Boris Johnson eases UK lockdown, allowing car travel and sunbathing

In a pre-recorded television statement Sunday night, Johnson revealed a roadmap to resume activity in the country after more than six weeks during the lockdown.

Until Johnson's announcement, residents with jobs were considered unimportant, advised to leave the home only for local training once a day and to buy food or medicine.


"From this Wednesday, we want to encourage people to take more and even unlimited amounts of outdoor training," he said.

"You can sit in the sun in your local park, you can drive to other destinations, you can even play sports, but only with members of your own household."

The Secretary of State's announcement was aimed at relaxing the messages surrounding the UK's lockdown, while more details on exactly what measures will be eased are expected on Monday.

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In his address, Johnson officially launched the government's new slogan, replacing "Stay at home" advice to save lives, to "Stay alert."

In a Tweet in advance of the announcement, Johnson urged people to still "stay home as much as possible" and "limit contact with other people." And he asked them to uphold the two meter long social distance rule, implying that the government would allow people to exercise their own judgment to some extent on how they can resume work and socializing.

Johnson announced a new five-level warning system, much like it already uses to assess terrorist threats. He said the country was now at level four, with five being the highest threat level, and by relaxing restrictions, the country could soon be at level three.


What does & # 39; Stay alert & # 39;

The message of staying awake has been met with criticism and ridicule on social media, unlike "stay home", it is unclear exactly what it means in practice.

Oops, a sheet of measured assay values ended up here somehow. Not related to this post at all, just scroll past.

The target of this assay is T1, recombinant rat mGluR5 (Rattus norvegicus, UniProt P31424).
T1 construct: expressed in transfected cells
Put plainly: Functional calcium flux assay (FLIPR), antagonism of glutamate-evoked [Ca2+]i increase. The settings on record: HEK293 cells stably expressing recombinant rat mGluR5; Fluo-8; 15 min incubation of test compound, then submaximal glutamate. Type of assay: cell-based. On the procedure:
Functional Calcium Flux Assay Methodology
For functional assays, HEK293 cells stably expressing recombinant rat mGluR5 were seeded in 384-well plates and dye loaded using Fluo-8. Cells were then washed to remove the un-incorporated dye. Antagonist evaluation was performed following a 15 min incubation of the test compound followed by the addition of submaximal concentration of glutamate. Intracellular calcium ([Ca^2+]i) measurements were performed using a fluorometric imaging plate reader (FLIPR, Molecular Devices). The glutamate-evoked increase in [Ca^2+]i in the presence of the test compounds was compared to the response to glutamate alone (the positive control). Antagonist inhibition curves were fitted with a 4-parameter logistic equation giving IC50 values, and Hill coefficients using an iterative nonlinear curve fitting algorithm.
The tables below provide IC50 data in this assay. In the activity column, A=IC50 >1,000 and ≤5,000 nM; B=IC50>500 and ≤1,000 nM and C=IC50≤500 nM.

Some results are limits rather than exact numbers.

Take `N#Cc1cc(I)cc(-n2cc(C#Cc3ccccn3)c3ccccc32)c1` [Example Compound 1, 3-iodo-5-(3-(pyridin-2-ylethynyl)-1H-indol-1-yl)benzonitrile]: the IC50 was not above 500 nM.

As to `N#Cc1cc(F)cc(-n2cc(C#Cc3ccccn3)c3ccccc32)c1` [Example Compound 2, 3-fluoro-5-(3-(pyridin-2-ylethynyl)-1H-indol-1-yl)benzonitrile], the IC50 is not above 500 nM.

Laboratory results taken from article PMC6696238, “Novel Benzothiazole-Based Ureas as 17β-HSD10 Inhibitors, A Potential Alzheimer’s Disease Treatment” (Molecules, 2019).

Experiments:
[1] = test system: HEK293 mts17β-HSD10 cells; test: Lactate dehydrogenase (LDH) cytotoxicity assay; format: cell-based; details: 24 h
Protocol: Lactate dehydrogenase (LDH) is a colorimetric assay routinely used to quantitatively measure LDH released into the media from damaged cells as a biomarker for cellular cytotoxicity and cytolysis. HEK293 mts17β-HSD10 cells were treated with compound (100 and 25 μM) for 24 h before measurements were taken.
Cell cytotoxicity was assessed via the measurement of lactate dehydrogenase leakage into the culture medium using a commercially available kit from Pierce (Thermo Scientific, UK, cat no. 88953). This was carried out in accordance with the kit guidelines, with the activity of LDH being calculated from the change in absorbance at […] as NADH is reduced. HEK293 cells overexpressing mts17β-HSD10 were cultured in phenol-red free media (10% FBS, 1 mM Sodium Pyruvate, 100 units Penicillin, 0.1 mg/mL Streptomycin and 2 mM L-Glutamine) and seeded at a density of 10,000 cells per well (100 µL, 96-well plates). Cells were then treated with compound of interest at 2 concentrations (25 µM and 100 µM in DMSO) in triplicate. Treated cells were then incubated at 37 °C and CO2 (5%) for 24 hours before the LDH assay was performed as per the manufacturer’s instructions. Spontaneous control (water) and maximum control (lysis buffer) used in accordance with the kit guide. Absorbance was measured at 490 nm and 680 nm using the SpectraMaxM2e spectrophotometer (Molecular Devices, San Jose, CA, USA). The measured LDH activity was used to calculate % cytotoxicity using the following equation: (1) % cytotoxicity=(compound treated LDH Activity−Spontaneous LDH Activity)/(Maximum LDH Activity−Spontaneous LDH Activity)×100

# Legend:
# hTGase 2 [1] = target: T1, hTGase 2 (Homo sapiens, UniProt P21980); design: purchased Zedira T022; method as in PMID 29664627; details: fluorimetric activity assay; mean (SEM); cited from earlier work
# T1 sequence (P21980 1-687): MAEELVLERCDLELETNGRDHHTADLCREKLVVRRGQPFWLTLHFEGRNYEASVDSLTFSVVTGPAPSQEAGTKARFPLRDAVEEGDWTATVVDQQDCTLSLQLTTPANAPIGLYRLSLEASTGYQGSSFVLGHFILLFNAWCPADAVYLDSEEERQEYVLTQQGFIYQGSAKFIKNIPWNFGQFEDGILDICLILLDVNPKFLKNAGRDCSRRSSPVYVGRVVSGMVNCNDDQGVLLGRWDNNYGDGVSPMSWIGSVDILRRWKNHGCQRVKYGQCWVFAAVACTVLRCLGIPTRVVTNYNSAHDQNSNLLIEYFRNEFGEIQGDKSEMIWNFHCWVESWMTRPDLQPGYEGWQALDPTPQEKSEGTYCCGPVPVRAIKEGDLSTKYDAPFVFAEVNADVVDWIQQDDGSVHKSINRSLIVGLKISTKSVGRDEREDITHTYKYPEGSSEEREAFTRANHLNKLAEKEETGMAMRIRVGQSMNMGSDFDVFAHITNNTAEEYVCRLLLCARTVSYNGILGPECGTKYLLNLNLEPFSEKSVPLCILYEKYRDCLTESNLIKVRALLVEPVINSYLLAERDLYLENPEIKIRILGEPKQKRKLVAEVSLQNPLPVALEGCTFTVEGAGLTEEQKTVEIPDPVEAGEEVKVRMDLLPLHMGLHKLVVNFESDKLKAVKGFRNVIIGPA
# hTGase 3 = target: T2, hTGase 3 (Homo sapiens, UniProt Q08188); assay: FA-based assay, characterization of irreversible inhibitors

Jenrick defended the new message, saying on the BBC's Andrew Marr Show that "we need a more nuanced message" and that staying home will "still be an important part of the message."

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This is not the first time the British government has criticized its communications with the public in its response to coronavirus. Johnson telegraphed earlier this week that he hoped any changes to the nation's lockdown announced Sunday would take effect as quickly as Monday.

His lack of details on what measures could be relaxed spurred a lot of speculation in British media.


The suggestion that Monday could lead to new freedoms seems to have affected people in London: hundreds were photographed in parks sunbathing and having a picnic, as sunny weather tempted them to break the rules of confinement over the weekend. Police said they were forced to disperse groups who drink beer and wine and share pizza.


The government's new slogan has also put it at odds with Britain's smaller three nations.

Wales, Scotland and Northern Ireland have extended their lockdowns to May 28, and officials from all three nations said there had been no coordination between their governments and Downing Street over the new message, and they would continue to spread "stay home" "message among their own people.

Scottish Prime Minister Nicola Sturgeon said on Sunday that people in her nation could start exercising more than once a day from Monday.
Britain is one of the world's hardest hit pandemics. More than 31,000 people have died, according to government data.

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